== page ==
When a Klickitat County, Washington sheriff’s deputy detained three teenagers for carrying a loaded rifle in their vehicle, he was shocked to find out the kids had killed five deer “to bait and shoot eagles.”
According to the Washington Department of Fish and Wildlife Police, the deputy had initially planned to cite the teens with a warning for the rifle, but quickly found out none of them were licensed to drive. In addition, besides the loaded rifle, the officer observed fresh blood and deer fur. During a search of the area, Washington Department of Fish and Wildlife Police found a doe recently killed. Alongside of the doe, there were four other deer carcasses in various stages of decomposition.
“During this piece of the investigation, another juvenile was detected hiding on the hillside above the officers. After disarming the 17 year old, investigators learned he had been looking for an eagle that he admitted to shooting. The eagle was not recovered. Two rifles were seized for intended forfeiture and criminal charges will be referred to the County Prosecutors Office.”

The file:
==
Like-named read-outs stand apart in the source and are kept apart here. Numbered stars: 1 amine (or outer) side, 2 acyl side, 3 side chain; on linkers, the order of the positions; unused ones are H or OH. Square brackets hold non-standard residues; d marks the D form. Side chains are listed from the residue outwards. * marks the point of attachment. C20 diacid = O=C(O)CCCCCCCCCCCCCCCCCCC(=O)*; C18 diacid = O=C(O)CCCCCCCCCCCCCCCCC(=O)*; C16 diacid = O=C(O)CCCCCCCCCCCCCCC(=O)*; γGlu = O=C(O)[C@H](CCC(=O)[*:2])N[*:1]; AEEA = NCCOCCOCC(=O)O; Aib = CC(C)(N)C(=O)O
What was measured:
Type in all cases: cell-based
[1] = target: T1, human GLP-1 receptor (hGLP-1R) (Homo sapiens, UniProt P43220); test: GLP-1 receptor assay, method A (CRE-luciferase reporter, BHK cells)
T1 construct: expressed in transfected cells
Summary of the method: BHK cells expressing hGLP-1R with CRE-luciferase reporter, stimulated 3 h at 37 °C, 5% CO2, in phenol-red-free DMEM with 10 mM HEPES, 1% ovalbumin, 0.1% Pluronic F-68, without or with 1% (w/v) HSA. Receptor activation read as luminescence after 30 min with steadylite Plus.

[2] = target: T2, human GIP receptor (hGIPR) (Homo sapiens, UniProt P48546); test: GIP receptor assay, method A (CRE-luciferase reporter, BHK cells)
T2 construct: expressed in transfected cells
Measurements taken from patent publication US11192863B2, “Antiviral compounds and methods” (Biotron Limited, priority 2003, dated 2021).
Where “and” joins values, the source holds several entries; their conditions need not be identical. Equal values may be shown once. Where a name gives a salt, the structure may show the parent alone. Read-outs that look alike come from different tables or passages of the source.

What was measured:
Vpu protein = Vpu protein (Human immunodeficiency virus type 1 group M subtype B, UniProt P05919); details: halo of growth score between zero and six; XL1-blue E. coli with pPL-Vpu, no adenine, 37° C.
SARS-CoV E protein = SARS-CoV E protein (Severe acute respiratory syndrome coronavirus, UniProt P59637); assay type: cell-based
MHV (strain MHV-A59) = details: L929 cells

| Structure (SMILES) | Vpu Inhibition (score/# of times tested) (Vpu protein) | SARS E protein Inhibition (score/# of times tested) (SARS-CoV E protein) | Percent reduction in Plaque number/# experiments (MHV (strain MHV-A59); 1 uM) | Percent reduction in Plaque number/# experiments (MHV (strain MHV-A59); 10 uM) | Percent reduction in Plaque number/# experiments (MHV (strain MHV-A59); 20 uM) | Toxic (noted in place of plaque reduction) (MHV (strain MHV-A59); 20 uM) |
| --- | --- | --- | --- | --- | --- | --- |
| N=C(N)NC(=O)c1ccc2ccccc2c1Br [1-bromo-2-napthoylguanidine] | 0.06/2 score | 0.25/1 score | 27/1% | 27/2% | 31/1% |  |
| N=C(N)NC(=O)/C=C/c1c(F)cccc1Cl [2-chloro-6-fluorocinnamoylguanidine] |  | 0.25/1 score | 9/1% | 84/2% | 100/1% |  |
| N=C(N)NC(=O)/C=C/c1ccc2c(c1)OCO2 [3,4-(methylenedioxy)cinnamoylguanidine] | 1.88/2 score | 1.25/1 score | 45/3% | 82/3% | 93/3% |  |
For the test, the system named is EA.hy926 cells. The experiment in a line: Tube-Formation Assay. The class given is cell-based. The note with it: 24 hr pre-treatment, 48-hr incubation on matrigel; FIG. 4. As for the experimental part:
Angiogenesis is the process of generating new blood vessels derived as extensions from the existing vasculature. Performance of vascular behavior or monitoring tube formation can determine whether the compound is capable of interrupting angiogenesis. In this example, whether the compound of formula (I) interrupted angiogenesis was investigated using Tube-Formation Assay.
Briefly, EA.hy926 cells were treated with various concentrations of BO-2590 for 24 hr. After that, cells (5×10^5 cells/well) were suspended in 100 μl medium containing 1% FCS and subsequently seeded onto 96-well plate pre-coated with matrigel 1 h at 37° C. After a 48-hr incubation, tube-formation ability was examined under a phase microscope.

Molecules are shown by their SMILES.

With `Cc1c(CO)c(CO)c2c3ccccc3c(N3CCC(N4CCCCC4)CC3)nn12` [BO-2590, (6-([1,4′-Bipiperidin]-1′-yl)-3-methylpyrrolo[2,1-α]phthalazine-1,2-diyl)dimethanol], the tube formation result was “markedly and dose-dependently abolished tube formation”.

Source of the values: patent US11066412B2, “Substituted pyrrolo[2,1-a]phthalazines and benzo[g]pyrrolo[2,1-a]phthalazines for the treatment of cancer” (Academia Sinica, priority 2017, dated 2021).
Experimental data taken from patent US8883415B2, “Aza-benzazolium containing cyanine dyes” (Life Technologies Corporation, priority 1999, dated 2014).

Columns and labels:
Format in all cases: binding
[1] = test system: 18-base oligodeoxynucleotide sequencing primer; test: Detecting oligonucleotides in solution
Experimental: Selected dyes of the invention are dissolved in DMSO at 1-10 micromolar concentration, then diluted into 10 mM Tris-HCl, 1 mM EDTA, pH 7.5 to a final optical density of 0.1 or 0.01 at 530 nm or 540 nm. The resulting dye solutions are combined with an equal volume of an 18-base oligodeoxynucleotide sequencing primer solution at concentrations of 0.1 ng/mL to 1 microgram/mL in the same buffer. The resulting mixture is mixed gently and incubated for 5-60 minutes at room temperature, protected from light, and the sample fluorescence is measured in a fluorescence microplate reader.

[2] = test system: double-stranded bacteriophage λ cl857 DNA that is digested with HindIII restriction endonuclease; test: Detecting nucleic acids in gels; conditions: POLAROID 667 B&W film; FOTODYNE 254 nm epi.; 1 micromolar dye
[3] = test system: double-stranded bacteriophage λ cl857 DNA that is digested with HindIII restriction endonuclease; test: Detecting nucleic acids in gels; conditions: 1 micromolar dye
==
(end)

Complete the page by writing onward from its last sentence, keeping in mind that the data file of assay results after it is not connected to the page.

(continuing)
Two of the teens are 17-years-old and the two others are 15-years of age. They face charges of killing an eagle which is a legally protected bird in the State of Washington. In addition the youths can be charged for hunting deer out of season and carrying firearms.
Bald eagles and golden eagles are two types of eagles found in Washington state and are protected by the federal Migratory Bird Treaty Act and the Bald & Golden Eagle Protection Act. There are currently more than 550 active Bald Eagle nests in the state.
“These federal laws prohibits the take, transport, sale, barter, trade, import and export, and possession of eagles, making it illegal for anyone to collect eagles and eagle parts, nests, or eggs without a permit. Native Americans are able to possess these emblems which are traditional in their culture.”
If found guilty of illegally killing an eagle, the guilty person can be fined up to $5,000 and be sentenced to one year in prison. The dead eagle has not been found.
(Photos Washington Department of Fish and Wildlife Police)
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